“The first 12 months of running this barge have been an extremely positive experience, and this has convinced us that LNG is the fuel of the future for inland shipping,” said Gerard Deen, owner. “Operating the Argonon has demonstrated that LNG as a fuel is very clean, cost efficient and reliable compared with marine gas oil.”
Argonon has two standard Caterpillar 3512 engines that use 20% diesel to ignite the gas mixture. These engines have been modified by Pon Power so that the combustion air is enriched with natural gas. Argonon also has two gas turbines to power the electrical system.
Deen Shipping recently joined forces with the Linde group to establish what will be the first LNG bunker station in the port of Rotterdam. Deen said: “We have found a suitable site and hope to be up and running in 2014. I want to convince others that LNG is the way to go for inland shipping and so it is only right that I put my money where my mouth is and invest in LNG fuel infrastructure.”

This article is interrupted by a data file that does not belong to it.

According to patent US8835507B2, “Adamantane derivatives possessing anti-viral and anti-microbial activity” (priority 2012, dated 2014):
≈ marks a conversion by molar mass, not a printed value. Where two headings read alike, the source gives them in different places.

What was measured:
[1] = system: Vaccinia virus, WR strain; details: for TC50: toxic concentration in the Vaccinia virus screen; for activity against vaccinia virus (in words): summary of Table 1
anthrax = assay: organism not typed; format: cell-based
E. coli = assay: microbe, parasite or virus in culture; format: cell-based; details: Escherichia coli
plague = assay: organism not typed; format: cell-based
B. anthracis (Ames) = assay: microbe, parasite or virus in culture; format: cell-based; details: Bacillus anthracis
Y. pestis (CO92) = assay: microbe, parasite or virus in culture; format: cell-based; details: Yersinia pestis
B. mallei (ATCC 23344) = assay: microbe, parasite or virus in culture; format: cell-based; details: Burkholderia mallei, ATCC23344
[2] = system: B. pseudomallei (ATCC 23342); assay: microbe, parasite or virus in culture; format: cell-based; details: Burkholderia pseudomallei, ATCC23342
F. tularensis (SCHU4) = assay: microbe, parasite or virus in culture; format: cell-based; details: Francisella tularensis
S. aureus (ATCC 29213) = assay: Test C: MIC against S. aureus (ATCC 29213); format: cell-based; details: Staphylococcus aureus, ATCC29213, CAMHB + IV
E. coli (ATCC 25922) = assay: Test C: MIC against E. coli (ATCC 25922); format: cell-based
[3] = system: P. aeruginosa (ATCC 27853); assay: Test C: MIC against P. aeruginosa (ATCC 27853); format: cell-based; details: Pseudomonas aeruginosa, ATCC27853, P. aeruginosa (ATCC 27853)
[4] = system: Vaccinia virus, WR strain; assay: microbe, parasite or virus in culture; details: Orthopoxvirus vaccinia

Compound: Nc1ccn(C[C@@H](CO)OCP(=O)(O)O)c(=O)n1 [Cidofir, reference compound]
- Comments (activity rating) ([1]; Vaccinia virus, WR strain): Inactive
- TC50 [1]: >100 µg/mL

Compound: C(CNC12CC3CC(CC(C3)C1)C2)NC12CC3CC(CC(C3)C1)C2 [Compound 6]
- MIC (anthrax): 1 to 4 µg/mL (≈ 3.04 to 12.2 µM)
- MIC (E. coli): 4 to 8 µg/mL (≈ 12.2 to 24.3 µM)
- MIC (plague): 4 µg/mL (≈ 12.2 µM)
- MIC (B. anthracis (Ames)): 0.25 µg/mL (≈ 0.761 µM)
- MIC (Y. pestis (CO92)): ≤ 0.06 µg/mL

Deen Shipping has four more barges in its fleet and is already working with engine manufacturers to evaluate retrofitting them with dual fuel engines using LNG and diesel.
Dutch experience is also at work in its shipbuilding sector where the Peters Shipyard in Kampen recently confirmed receipt of an order for two new LNG-powered tanker barges from Interstream Barging (see illustration middle, below), which will be chartered by Shell Shipping. The 110m long vessels will operate along the Rhine as far south as Switzerland, with the first due delivery to Shell in spring 2013.
Dr. Grahaeme Henderson, Shell Vice President, Shipping, said, “Shell sees real growth opportunities for LNG as a fuel in coastal and inland shipping in Europe. LNG can help shipping operators meet strict emissions standards, such as those that are due to apply on the Rhine.”